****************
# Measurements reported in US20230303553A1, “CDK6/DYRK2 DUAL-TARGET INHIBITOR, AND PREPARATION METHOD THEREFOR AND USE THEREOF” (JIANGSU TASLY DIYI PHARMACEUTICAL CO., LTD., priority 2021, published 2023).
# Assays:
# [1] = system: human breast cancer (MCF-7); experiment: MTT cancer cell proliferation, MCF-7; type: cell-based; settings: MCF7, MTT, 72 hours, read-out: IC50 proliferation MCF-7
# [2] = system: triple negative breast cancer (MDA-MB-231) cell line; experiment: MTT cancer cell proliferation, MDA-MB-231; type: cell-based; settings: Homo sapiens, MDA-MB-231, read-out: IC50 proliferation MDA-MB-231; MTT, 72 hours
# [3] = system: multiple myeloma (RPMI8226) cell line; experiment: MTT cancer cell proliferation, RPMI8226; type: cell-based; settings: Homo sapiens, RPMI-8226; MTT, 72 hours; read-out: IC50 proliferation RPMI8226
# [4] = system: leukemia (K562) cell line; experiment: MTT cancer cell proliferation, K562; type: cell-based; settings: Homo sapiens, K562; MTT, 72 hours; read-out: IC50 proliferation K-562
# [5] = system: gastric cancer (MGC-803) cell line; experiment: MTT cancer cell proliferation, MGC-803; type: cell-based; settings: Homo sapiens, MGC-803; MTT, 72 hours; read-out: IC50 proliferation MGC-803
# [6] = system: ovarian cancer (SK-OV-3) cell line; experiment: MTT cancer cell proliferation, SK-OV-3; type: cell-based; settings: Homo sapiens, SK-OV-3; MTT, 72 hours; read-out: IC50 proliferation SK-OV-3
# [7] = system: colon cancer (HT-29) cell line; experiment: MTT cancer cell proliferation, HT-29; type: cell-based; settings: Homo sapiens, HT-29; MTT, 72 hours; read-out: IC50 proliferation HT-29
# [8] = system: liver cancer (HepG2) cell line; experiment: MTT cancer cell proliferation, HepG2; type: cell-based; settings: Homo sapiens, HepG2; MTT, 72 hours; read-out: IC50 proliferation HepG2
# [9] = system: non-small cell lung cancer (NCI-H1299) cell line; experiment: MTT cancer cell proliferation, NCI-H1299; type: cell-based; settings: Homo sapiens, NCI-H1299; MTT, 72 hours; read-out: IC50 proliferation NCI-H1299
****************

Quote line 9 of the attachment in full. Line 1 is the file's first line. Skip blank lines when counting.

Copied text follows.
# [7] = system: colon cancer (HT-29) cell line; experiment: MTT cancer cell proliferation, HT-29; type: cell-based; settings: Homo sapiens, HT-29; MTT, 72 hours; read-out: IC50 proliferation HT-29